Weathering and Erosion
The earth’s surface is constantly changing. This is due to the forces of Weathering, Erosion and Deposition.
Weathering is the breaking down of rocks exposed to the elements.
Erosion means wearing away.
Deposition means dropping off.
There are two types of weathering- Mechanical and Chemical.
- Mechanical (Freeze-Thaw action)
- Chemical (Acid rain on Limestone)
The main example of mechanical weathering is Freeze-Thaw Action.
This happens when water gets into cracks in the rock and freezes. Water expands when frozen and this causes the rocks to break into smaller pieces called Scree.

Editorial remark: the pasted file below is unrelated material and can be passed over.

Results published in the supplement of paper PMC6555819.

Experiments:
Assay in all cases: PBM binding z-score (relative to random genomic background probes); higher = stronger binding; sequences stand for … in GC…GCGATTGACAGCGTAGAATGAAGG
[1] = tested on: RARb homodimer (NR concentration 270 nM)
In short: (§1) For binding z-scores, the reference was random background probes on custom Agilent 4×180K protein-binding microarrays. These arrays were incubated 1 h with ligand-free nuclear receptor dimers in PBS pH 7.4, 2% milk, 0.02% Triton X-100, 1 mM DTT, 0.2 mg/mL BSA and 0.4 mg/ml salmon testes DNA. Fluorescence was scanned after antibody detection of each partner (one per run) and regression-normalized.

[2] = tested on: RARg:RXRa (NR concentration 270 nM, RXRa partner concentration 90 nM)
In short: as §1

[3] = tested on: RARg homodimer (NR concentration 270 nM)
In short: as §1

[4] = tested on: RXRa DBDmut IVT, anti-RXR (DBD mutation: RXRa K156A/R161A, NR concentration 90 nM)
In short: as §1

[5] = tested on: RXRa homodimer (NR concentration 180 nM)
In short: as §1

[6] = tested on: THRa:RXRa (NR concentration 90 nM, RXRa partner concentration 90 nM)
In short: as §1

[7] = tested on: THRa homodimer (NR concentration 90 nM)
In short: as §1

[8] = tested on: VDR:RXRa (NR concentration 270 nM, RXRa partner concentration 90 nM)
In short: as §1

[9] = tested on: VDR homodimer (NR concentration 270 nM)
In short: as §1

A rock affected by Freeze-Thaw Action
in a mountainous region
Chemical weathering occurs when acid rain weathers rock, i.e. Limestone. The acid in the rain slowly dissolves the limestone to form Calcium Carbonate. This white liquid then makes its way down through the permeable layers of the limestone to underground caves and caverns. As a result many features are formed. They include Stalagtites and Stalagmites, Pillars and Curtains.